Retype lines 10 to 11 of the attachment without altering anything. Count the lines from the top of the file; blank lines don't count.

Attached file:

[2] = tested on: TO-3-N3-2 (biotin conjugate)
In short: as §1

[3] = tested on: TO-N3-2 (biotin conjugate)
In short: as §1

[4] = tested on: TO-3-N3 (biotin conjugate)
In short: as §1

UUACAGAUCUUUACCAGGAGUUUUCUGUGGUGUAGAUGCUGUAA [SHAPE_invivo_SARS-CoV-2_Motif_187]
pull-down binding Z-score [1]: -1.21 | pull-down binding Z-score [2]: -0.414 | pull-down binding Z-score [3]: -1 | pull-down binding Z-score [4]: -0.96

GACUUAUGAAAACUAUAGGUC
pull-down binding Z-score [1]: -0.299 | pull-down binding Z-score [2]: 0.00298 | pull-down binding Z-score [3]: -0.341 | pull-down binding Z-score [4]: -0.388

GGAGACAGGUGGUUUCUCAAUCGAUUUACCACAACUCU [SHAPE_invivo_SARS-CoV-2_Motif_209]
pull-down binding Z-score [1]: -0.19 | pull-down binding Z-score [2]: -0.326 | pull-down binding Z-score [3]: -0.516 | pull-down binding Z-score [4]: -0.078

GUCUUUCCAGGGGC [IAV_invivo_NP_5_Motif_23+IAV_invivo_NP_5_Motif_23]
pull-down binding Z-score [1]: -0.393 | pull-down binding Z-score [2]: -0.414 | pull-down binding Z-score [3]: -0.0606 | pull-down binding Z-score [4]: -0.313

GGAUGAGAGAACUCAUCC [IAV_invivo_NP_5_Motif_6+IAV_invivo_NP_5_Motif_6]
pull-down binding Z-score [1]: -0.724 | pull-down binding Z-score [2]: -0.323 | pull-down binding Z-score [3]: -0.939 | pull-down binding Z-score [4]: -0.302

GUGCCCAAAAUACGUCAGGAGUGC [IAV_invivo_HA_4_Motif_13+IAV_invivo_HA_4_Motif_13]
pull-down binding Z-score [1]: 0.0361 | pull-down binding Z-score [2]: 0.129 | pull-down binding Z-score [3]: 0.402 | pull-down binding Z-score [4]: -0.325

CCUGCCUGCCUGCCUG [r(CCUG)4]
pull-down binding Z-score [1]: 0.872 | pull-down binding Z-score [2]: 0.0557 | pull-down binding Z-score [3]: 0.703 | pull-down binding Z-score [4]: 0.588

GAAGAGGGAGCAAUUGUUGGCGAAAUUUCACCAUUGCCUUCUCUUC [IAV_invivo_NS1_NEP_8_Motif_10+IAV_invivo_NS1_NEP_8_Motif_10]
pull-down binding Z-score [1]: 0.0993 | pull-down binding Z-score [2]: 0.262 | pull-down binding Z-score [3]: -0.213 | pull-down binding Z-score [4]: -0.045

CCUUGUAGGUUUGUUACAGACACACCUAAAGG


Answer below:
pull-down binding Z-score [1]: -0.299 | pull-down binding Z-score [2]: 0.00298 | pull-down binding Z-score [3]: -0.341 | pull-down binding Z-score [4]: -0.388

GGAGACAGGUGGUUUCUCAAUCGAUUUACCACAACUCU [SHAPE_invivo_SARS-CoV-2_Motif_209]